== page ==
Two Nigerian banks, Access Bank and Guaranty Trust Bank (GTB), paid a combined fee of over N96 million in 2017 for contravening various regulations put in place by the Central Bank of Nigeria (CBN), a PREMIUM TIMES analysis of the banks’ financial statements for the year ending December 2017 has shown.
The penalties were paid for various offenses ranging from unutilized foreign exchange from CBN, late rendition of returns, violations of guide on bank charges, among other infractions.
A breakdown shows that during the year, while GTB paid about N18 million as fines, Access Bank paid over N78 million to the regulatory agencies.
Details of the payments are contained in the banks’ financial returns submitted to the Nigerian Stock Exchange, NSE.
The various regulatory bodies in the banking sector routinely impose sanctions as a means of strengthening corporate governance in the financial institutions and ensuring transparency.
For Access Bank, analysis shows that N60 million was paid in respect of Bank Verification Number (BVN) registration, N6 million in respect of unutilised foreign exchange from CBN, and N2 million in respect of the implementation of external auditors’ recommendation. Similarly, the bank paid N2 million for non-compliance over Bancassurance and N2 million for CBN foreign exchange examination.
Bancassurance is the selling of life assurance and other insurance products and services by banking institutions.
For injection of capital to subsidiaries, the bank paid N4 million while a separate N2 million was paid in respect of the Know Your Customer (KYC) requirement.
GTB on its part was fined N50,000 as penalty for late rendition of returns, N6 million as penalty on infractions on Guide to Bank Charges and a separate N2 million penalty on closure of an e-branch without prior CBN approval.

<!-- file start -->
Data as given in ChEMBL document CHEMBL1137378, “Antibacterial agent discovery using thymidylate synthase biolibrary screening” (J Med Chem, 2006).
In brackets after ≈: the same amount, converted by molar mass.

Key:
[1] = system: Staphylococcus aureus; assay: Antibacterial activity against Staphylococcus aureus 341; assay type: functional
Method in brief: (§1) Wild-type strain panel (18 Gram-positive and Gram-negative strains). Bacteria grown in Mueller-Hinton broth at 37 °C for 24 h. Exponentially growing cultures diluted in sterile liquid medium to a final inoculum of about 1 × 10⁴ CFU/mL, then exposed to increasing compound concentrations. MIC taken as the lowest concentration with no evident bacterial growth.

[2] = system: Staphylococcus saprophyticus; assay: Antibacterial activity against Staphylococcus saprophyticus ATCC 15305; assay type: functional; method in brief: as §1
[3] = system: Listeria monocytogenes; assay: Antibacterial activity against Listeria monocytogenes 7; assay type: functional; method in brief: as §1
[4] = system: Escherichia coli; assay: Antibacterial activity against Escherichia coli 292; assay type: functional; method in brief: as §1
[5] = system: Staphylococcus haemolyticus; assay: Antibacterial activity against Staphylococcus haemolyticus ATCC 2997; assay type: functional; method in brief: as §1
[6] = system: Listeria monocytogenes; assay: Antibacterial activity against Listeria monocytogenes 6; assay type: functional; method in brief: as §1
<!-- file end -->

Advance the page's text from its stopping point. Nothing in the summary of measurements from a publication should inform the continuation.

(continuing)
For violation of Guide to Bank Charges, the bank paid N2 million; in respect of limit above Gross Aggregate Net Open Position (NOP), it paid a separate N2 million; for under-repatriation of export proceeds by two customers of the Bank, it paid N2 million; and as penalty for delay in rendition of returns, it paid N25,000.
For non-submission of draft Recovery and Resolution Plan document, it was fined N2 million and it paid a separate N2 million penalty in respect of loan accounts without BVN.
There have been concerns on why management of banks often violate the rules and regulation of banking operations, thus leading to payment of sanctions from money that ought to accrue to shareholders as dividend.
While analysts are of the opinion that banking operations is huge and complex thus making it almost difficult to record a hitch-free operation throughout the financial year, the regulatory bodies should come up with tighter sanctions to control the infractions and make management of banks comply with the rules.
Although some of the banks have released their financial statements, PREMIUM TIMES reported Sunday that a few other banks have not released their financial statements despite the expiration of the March 31 deadline issued by the NSE. The affected banks include Union Bank, Fidelity, and First Bank.